They may not always be welcome at the playground, but stay-at-homefathers-whose numbers have grown by more than 60 percent since 2004-seem to be getting along just fine. In fact, many are doing as well, if not better, in terms of life and marital satisfaction and psychological well-being as fathers who work outside the home, according to new research by University of Texas at Austin (UT) psychology professor Aaron B. Rochlen, PhD. Just don't call them "Mr. Mom," said Rochlen, who shared the results of two studies, including a national sample of 214 men and a qualitative interview study on 14 stay-at-home fathers, at APA's 2007 Annual Convention.
"I'm not doing Mom's job," said one father with primary responsibility for his 3 year-old son. "I'm doing Dad's job."
And as the number of stay-at-home fathers grows-there's an estimated 159,000 of them in the United States, according to 2006 census data-"Dad's job" is being redefined, said Ryan McKelley, a fifth-year UT counseling psychology graduate student and co-author of the study.
For many fathers, the decision to stay home with their children stems from their wives' stronger earning potential, their own desire to serve as the primary caregiver and a shared apprehension among both mother and father about allowing someone else to raise their children, Rochlen explained.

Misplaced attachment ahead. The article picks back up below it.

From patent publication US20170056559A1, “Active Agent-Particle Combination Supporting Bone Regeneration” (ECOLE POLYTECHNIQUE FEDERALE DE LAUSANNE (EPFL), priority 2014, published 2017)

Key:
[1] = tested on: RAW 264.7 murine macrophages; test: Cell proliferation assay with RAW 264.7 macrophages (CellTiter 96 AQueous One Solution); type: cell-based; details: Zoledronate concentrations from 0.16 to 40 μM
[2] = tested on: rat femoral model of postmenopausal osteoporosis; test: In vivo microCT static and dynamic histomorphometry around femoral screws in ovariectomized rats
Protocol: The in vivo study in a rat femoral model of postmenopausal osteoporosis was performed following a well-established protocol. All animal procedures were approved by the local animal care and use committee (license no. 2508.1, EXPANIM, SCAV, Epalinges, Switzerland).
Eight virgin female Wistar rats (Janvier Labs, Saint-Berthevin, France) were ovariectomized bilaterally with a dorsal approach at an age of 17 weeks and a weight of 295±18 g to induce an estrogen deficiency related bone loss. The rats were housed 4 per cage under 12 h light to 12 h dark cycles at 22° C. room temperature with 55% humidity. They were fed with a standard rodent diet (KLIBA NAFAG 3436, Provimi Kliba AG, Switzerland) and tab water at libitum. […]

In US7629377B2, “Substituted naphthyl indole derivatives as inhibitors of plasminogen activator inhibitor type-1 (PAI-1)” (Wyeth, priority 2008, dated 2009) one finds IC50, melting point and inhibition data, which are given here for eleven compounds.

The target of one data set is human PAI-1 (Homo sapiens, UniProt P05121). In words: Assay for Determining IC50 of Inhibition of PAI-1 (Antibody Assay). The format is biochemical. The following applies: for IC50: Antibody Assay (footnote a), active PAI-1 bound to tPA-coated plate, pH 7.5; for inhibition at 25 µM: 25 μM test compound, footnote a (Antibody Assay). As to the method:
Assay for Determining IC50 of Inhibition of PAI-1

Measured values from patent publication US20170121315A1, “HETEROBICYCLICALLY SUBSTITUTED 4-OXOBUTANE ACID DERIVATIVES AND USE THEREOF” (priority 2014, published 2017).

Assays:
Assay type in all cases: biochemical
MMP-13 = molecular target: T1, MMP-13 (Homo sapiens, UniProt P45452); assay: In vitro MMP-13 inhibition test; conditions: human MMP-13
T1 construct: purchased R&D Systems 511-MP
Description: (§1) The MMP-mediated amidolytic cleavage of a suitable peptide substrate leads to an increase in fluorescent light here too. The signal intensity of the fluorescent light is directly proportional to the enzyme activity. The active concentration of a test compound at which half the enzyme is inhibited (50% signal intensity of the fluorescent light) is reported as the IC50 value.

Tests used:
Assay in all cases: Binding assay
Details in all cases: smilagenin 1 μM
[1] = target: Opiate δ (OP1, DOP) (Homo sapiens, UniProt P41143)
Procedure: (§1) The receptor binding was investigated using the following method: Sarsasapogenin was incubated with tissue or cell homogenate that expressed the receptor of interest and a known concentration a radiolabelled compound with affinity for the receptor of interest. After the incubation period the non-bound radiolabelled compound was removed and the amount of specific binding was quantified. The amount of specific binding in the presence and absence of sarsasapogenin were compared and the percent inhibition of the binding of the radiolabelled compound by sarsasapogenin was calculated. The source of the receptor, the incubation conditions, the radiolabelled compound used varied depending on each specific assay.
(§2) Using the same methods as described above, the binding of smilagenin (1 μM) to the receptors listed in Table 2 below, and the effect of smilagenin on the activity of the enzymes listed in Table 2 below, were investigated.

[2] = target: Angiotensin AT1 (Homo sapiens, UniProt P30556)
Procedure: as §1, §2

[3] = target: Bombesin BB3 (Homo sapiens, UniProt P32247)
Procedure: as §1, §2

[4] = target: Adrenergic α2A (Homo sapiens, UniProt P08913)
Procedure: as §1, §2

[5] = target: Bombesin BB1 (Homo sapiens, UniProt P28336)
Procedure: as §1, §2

Not surprisingly, most of these men did not feel influenced or guided by traditionally masculine social norms, Rochlen reported. In fact, once they began staying at home full time with their children, most of the men noticed a more frequent tendency toward traditionally feminine characteristics, such as being more affectionate and nurturing, said Rochlen.
"I'm still as manly as I ever was," one father noted. "I still like to go fishing, and out drinking with the boys."
But despite their gender role confidence and satisfaction, full-time dad status does not come without stigmas. Most men said they had received mixed reactions from friends and family about their decision to serve as their child's full-time caregiver. Also, like their female counterparts, these dads miss the daily adult interactions they had in the workplace. And despite their increasing numbers, their rarity can at times lead to isolation from other full-time parents. Many men reported being shunned from playgroups and eyed suspiciously at the playground by stay-at-home mothers, said Rochlen.
Psychologists can help these new dads deal with their shifting identity roles by directing them to daddy-friendly playgroups or online networks where at-home fathers can share stories, get parenting tips, and find camaraderie in the joys and challenges of their new role, McKelley said.
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